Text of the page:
To keep this post short, I limited the list to five items, but I hope you are convinced that you can now remember ten or fifty items in sequence if you want to. With practice, you can compose a suitable ridiculous mental image in less than a second. It helps that you don't need a logical connection.

To further impress yourself, try recalling the list again an hour from now, and then again tomorrow.

I use this method, for example, to memorize shopping lists. I remember the first item on the list by linking it to the front door of the supermarket.

Drawback to the mental linking method: it only works with things you can visualize concretely. In a future post, I will describe how to handle abstract objects--in particular, numbers and numerical sequences.

(N.B. While I learned this and other techniques from Lorayne's book, he did not invent all of them. See, for example, Wikipedia on the Method of loci.)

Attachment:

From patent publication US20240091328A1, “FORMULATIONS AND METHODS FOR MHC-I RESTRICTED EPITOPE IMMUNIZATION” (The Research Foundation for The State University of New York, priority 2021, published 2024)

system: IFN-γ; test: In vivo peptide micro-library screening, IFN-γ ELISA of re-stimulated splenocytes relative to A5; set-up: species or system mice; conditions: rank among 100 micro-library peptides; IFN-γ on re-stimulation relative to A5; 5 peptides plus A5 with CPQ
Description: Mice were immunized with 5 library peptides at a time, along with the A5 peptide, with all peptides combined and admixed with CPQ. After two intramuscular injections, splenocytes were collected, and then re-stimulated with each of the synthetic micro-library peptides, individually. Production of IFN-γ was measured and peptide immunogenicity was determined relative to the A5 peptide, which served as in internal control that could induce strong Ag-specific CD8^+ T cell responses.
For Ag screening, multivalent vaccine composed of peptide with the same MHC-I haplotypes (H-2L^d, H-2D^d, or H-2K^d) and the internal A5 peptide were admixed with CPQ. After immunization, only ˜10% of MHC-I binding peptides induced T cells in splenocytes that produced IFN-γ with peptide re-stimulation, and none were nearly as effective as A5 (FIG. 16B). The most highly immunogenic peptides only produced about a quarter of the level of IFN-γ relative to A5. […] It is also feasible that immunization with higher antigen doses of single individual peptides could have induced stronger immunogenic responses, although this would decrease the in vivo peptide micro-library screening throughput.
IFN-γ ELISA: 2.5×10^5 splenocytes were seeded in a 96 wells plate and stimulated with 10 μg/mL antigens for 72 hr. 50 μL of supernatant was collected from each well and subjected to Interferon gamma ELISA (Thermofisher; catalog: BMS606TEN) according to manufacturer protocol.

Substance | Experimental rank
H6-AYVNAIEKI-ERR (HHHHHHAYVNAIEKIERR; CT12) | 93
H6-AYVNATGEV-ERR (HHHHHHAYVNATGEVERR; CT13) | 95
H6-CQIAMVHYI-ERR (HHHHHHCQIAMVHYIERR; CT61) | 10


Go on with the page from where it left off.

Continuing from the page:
Stacy and Clinton versus Descartes

Used to be, one of my guilty pleasures was the TV show
What Not to Wear. In case you haven't seen the show, it features "fashion consultants" Stacy London and Clinton Kelly. They ambush some unsuspecting sloppy-dressing person (almost always female), who has been nominated by her so-called friends, who love her but just can't bear to look at her shabby clothes any more. After persuading the victim/guest of honor to sign on to the What Not to Wear program, they then go through her wardrobe item-by-item and throw everything into the trash. They crush her self-esteem (or at least her pride in her wardrobe), and then pay for an all-new wardrobe, which the victim buys in accordance with principles learned from Stacy and Clinton. Further, the guest gets a new hairdo from stylist Nick Arroyo, and make-up lessons from make-up artist Carmindy. (Fortunately, the make-over always requires shorter hair, not longer.) At the end of the show, the victim returns in triumph to her friends and family to reveal her new, stylish figure.